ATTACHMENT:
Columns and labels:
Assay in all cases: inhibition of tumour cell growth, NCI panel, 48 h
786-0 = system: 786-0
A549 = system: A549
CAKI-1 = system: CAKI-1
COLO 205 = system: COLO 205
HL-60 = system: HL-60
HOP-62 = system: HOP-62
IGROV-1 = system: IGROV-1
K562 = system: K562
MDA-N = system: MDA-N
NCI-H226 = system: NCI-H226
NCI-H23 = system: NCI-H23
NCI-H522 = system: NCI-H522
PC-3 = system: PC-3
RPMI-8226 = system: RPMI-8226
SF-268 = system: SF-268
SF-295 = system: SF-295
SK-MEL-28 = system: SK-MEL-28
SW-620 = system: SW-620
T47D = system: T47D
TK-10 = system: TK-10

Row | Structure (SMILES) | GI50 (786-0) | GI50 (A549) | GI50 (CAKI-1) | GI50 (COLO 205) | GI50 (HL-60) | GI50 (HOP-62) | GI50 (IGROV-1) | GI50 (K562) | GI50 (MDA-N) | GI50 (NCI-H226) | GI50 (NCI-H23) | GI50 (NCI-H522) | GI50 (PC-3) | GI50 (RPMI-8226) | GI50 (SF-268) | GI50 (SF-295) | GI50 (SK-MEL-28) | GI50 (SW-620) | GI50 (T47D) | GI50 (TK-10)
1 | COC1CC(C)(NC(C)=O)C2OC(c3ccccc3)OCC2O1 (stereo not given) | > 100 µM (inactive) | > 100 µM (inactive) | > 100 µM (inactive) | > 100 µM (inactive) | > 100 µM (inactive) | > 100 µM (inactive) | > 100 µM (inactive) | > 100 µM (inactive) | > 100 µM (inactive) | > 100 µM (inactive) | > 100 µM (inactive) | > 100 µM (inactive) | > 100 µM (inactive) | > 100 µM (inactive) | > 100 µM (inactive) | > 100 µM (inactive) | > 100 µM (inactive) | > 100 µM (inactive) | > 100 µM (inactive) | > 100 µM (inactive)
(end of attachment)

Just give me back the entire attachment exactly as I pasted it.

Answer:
Columns and labels:
Assay in all cases: inhibition of tumour cell growth, NCI panel, 48 h
786-0 = system: 786-0
A549 = system: A549
CAKI-1 = system: CAKI-1
COLO 205 = system: COLO 205
HL-60 = system: HL-60
HOP-62 = system: HOP-62
IGROV-1 = system: IGROV-1
K562 = system: K562
MDA-N = system: MDA-N
NCI-H226 = system: NCI-H226
NCI-H23 = system: NCI-H23
NCI-H522 = system: NCI-H522
PC-3 = system: PC-3
RPMI-8226 = system: RPMI-8226
SF-268 = system: SF-268
SF-295 = system: SF-295
SK-MEL-28 = system: SK-MEL-28
SW-620 = system: SW-620
T47D = system: T47D
TK-10 = system: TK-10

Row | Structure (SMILES) | GI50 (786-0) | GI50 (A549) | GI50 (CAKI-1) | GI50 (COLO 205) | GI50 (HL-60) | GI50 (HOP-62) | GI50 (IGROV-1) | GI50 (K562) | GI50 (MDA-N) | GI50 (NCI-H226) | GI50 (NCI-H23) | GI50 (NCI-H522) | GI50 (PC-3) | GI50 (RPMI-8226) | GI50 (SF-268) | GI50 (SF-295) | GI50 (SK-MEL-28) | GI50 (SW-620) | GI50 (T47D) | GI50 (TK-10)
1 | COC1CC(C)(NC(C)=O)C2OC(c3ccccc3)OCC2O1 (stereo not given) | > 100 µM (inactive) | > 100 µM (inactive) | > 100 µM (inactive) | > 100 µM (inactive) | > 100 µM (inactive) | > 100 µM (inactive) | > 100 µM (inactive) | > 100 µM (inactive) | > 100 µM (inactive) | > 100 µM (inactive) | > 100 µM (inactive) | > 100 µM (inactive) | > 100 µM (inactive) | > 100 µM (inactive) | > 100 µM (inactive) | > 100 µM (inactive) | > 100 µM (inactive) | > 100 µM (inactive) | > 100 µM (inactive) | > 100 µM (inactive)